October 18, 2002
The CDC believes the number could drop to 0.4 cases per 100,000 -- or 4 in 1 million -- by 2005 with continued education and vigilance, said spokesperson Jessica Frickey. But while the CDC stands by those projections, there are signs that complacency is hurting the eradication effort. The CDC will not release national numbers for 2001 until next month, but officials in New York City and Detroit have already said they had large increases last year.
Detroit officials counted 245 syphilis cases through July 30 and are projecting 500 by year's end. All of Wayne County, Mich., which includes Detroit, had 288 cases (13.7 per 100,000) in 2000, according to the CDC. In 1991, Detroit had more than 1,000 syphilis cases but cut that to 92 five years later. Now officials suspect that public awareness and the vigilance of medical professionals declined with the rate of infection. "Things kind of look like they go away, so you forget to watch out for them," said Jo Valentine, the nationwide syphilis elimination program coordinator for the CDC.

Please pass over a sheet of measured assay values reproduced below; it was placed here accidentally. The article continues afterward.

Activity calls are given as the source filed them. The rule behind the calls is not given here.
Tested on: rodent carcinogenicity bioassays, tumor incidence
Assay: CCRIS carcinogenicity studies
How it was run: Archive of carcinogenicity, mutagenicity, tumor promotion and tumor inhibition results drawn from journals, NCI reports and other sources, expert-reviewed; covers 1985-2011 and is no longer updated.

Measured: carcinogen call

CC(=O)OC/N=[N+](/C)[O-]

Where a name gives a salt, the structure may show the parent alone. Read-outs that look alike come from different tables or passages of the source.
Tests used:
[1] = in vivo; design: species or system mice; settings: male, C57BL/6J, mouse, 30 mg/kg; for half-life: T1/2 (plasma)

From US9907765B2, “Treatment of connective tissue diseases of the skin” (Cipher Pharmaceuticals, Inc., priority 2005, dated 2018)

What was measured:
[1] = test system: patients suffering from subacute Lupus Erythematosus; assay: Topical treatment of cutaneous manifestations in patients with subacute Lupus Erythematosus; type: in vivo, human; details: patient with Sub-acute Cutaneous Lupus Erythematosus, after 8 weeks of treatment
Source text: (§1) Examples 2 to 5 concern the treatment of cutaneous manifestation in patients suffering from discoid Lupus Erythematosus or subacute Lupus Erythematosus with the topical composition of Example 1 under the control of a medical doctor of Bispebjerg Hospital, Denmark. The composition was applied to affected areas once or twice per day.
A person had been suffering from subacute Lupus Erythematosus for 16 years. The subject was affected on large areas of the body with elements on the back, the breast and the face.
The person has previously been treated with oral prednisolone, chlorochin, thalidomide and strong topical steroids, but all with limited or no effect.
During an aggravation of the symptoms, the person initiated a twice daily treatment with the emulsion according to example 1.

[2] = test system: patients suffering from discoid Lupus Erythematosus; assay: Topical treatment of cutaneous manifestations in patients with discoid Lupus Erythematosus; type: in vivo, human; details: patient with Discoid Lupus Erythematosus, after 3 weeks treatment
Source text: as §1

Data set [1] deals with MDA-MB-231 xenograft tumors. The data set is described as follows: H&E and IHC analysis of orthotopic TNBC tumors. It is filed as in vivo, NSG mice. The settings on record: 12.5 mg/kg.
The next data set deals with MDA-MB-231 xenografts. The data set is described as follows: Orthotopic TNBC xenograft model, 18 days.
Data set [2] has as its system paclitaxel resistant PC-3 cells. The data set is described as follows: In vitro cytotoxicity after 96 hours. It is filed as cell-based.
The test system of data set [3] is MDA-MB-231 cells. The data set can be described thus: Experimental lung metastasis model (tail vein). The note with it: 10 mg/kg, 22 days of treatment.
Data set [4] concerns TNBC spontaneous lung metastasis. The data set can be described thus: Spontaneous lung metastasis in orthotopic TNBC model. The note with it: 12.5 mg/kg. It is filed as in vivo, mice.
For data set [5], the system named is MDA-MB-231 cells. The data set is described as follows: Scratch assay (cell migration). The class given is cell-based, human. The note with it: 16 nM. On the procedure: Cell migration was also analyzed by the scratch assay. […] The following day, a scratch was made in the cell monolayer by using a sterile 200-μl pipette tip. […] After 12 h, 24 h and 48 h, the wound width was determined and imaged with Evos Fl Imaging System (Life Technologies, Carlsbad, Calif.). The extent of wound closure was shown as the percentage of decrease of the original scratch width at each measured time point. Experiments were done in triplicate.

New York had 282 syphilis cases last year, up from 117 in 2000, according to city officials. In New York last year, 93 percent of syphilis cases were among men, and 79 percent of those reported having male sex partners, city statistics show.
Valentine cautioned against drawing any broad conclusions from such numbers. The rural Southeast has some of the highest rates of syphilis, in part because it is harder for health workers to educate and treat people in poorer, less densely populated areas, she said.